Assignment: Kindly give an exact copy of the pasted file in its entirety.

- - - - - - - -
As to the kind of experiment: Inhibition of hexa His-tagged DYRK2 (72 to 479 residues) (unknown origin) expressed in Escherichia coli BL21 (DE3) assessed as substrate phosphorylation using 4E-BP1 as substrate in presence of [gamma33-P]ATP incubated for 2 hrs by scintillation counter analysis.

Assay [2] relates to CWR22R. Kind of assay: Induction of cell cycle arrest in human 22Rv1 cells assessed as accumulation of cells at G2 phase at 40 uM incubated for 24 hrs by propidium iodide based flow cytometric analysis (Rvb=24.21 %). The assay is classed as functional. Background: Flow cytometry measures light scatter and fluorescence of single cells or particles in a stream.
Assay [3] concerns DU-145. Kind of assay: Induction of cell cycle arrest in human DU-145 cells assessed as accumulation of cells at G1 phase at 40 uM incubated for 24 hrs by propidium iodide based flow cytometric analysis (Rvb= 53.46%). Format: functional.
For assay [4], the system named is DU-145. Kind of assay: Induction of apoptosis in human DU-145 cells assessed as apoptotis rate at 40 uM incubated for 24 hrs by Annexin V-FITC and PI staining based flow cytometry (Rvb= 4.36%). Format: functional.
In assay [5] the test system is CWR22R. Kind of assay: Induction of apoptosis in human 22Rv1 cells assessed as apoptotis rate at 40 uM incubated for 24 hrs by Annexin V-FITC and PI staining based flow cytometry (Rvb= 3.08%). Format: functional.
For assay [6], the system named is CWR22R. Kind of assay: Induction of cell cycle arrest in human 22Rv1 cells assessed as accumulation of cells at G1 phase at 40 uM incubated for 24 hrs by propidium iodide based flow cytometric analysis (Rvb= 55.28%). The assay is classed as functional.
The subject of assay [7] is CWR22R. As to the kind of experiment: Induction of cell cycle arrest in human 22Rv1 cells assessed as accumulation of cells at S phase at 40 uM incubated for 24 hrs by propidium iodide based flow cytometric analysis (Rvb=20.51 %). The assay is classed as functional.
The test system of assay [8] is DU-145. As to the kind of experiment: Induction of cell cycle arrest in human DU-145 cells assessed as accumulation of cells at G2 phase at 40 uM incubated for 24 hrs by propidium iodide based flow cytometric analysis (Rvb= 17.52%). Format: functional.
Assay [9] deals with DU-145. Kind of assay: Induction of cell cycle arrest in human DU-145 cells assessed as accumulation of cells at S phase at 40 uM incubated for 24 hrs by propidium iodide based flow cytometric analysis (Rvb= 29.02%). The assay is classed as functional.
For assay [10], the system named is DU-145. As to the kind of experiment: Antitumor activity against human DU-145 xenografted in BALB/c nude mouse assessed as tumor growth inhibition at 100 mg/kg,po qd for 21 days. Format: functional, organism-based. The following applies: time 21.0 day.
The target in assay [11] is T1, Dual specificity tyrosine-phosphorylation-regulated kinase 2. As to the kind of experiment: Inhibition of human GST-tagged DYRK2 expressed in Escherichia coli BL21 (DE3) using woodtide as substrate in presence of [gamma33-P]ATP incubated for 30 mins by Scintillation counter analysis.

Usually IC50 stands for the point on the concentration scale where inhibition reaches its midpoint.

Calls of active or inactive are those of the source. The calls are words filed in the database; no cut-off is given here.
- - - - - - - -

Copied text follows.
As to the kind of experiment: Inhibition of hexa His-tagged DYRK2 (72 to 479 residues) (unknown origin) expressed in Escherichia coli BL21 (DE3) assessed as substrate phosphorylation using 4E-BP1 as substrate in presence of [gamma33-P]ATP incubated for 2 hrs by scintillation counter analysis.

Assay [2] relates to CWR22R. Kind of assay: Induction of cell cycle arrest in human 22Rv1 cells assessed as accumulation of cells at G2 phase at 40 uM incubated for 24 hrs by propidium iodide based flow cytometric analysis (Rvb=24.21 %). The assay is classed as functional. Background: Flow cytometry measures light scatter and fluorescence of single cells or particles in a stream.
Assay [3] concerns DU-145. Kind of assay: Induction of cell cycle arrest in human DU-145 cells assessed as accumulation of cells at G1 phase at 40 uM incubated for 24 hrs by propidium iodide based flow cytometric analysis (Rvb= 53.46%). Format: functional.
For assay [4], the system named is DU-145. Kind of assay: Induction of apoptosis in human DU-145 cells assessed as apoptotis rate at 40 uM incubated for 24 hrs by Annexin V-FITC and PI staining based flow cytometry (Rvb= 4.36%). Format: functional.
In assay [5] the test system is CWR22R. Kind of assay: Induction of apoptosis in human 22Rv1 cells assessed as apoptotis rate at 40 uM incubated for 24 hrs by Annexin V-FITC and PI staining based flow cytometry (Rvb= 3.08%). Format: functional.
For assay [6], the system named is CWR22R. Kind of assay: Induction of cell cycle arrest in human 22Rv1 cells assessed as accumulation of cells at G1 phase at 40 uM incubated for 24 hrs by propidium iodide based flow cytometric analysis (Rvb= 55.28%). The assay is classed as functional.
The subject of assay [7] is CWR22R. As to the kind of experiment: Induction of cell cycle arrest in human 22Rv1 cells assessed as accumulation of cells at S phase at 40 uM incubated for 24 hrs by propidium iodide based flow cytometric analysis (Rvb=20.51 %). The assay is classed as functional.
The test system of assay [8] is DU-145. As to the kind of experiment: Induction of cell cycle arrest in human DU-145 cells assessed as accumulation of cells at G2 phase at 40 uM incubated for 24 hrs by propidium iodide based flow cytometric analysis (Rvb= 17.52%). Format: functional.
Assay [9] deals with DU-145. Kind of assay: Induction of cell cycle arrest in human DU-145 cells assessed as accumulation of cells at S phase at 40 uM incubated for 24 hrs by propidium iodide based flow cytometric analysis (Rvb= 29.02%). The assay is classed as functional.
For assay [10], the system named is DU-145. As to the kind of experiment: Antitumor activity against human DU-145 xenografted in BALB/c nude mouse assessed as tumor growth inhibition at 100 mg/kg,po qd for 21 days. Format: functional, organism-based. The following applies: time 21.0 day.
The target in assay [11] is T1, Dual specificity tyrosine-phosphorylation-regulated kinase 2. As to the kind of experiment: Inhibition of human GST-tagged DYRK2 expressed in Escherichia coli BL21 (DE3) using woodtide as substrate in presence of [gamma33-P]ATP incubated for 30 mins by Scintillation counter analysis.

Usually IC50 stands for the point on the concentration scale where inhibition reaches its midpoint.

Calls of active or inactive are those of the source. The calls are words filed in the database; no cut-off is given here.